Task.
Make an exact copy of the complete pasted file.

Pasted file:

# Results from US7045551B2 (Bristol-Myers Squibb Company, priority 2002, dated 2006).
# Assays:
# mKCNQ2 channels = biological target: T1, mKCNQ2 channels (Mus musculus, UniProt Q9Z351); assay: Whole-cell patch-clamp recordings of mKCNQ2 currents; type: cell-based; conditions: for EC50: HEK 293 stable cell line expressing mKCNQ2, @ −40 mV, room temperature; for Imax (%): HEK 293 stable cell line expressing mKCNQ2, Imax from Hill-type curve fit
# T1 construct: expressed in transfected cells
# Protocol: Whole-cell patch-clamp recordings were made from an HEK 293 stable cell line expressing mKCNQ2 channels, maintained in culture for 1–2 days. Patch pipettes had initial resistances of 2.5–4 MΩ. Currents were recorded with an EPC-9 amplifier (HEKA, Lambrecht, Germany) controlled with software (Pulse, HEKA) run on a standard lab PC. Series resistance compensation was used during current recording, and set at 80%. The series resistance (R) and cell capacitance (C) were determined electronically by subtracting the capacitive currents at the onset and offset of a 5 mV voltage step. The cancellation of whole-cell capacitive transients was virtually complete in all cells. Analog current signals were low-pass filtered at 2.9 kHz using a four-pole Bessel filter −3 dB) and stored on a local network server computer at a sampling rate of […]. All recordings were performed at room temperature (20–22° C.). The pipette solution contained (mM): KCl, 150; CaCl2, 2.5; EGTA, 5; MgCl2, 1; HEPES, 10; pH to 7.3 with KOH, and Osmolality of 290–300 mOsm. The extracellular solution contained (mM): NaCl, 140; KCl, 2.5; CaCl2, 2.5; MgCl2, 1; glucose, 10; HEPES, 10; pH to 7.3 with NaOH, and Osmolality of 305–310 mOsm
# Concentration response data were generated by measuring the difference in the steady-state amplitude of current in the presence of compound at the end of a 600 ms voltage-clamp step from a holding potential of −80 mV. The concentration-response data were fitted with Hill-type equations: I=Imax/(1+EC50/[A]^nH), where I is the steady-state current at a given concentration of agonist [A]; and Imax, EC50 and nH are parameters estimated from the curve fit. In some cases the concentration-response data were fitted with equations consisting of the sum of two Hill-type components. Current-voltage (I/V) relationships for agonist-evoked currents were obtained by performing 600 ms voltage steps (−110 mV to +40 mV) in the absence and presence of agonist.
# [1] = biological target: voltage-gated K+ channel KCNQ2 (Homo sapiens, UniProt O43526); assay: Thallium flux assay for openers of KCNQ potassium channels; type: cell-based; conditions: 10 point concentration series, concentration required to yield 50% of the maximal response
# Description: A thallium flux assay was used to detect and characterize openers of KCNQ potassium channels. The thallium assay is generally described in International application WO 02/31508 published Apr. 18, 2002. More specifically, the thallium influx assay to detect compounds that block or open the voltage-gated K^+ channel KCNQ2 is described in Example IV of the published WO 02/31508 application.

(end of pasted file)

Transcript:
# Results from US7045551B2 (Bristol-Myers Squibb Company, priority 2002, dated 2006).
# Assays:
# mKCNQ2 channels = biological target: T1, mKCNQ2 channels (Mus musculus, UniProt Q9Z351); assay: Whole-cell patch-clamp recordings of mKCNQ2 currents; type: cell-based; conditions: for EC50: HEK 293 stable cell line expressing mKCNQ2, @ −40 mV, room temperature; for Imax (%): HEK 293 stable cell line expressing mKCNQ2, Imax from Hill-type curve fit
# T1 construct: expressed in transfected cells
# Protocol: Whole-cell patch-clamp recordings were made from an HEK 293 stable cell line expressing mKCNQ2 channels, maintained in culture for 1–2 days. Patch pipettes had initial resistances of 2.5–4 MΩ. Currents were recorded with an EPC-9 amplifier (HEKA, Lambrecht, Germany) controlled with software (Pulse, HEKA) run on a standard lab PC. Series resistance compensation was used during current recording, and set at 80%. The series resistance (R) and cell capacitance (C) were determined electronically by subtracting the capacitive currents at the onset and offset of a 5 mV voltage step. The cancellation of whole-cell capacitive transients was virtually complete in all cells. Analog current signals were low-pass filtered at 2.9 kHz using a four-pole Bessel filter −3 dB) and stored on a local network server computer at a sampling rate of […]. All recordings were performed at room temperature (20–22° C.). The pipette solution contained (mM): KCl, 150; CaCl2, 2.5; EGTA, 5; MgCl2, 1; HEPES, 10; pH to 7.3 with KOH, and Osmolality of 290–300 mOsm. The extracellular solution contained (mM): NaCl, 140; KCl, 2.5; CaCl2, 2.5; MgCl2, 1; glucose, 10; HEPES, 10; pH to 7.3 with NaOH, and Osmolality of 305–310 mOsm
# Concentration response data were generated by measuring the difference in the steady-state amplitude of current in the presence of compound at the end of a 600 ms voltage-clamp step from a holding potential of −80 mV. The concentration-response data were fitted with Hill-type equations: I=Imax/(1+EC50/[A]^nH), where I is the steady-state current at a given concentration of agonist [A]; and Imax, EC50 and nH are parameters estimated from the curve fit. In some cases the concentration-response data were fitted with equations consisting of the sum of two Hill-type components. Current-voltage (I/V) relationships for agonist-evoked currents were obtained by performing 600 ms voltage steps (−110 mV to +40 mV) in the absence and presence of agonist.
# [1] = biological target: voltage-gated K+ channel KCNQ2 (Homo sapiens, UniProt O43526); assay: Thallium flux assay for openers of KCNQ potassium channels; type: cell-based; conditions: 10 point concentration series, concentration required to yield 50% of the maximal response
# Description: A thallium flux assay was used to detect and characterize openers of KCNQ potassium channels. The thallium assay is generally described in International application WO 02/31508 published Apr. 18, 2002. More specifically, the thallium influx assay to detect compounds that block or open the voltage-gated K^+ channel KCNQ2 is described in Example IV of the published WO 02/31508 application.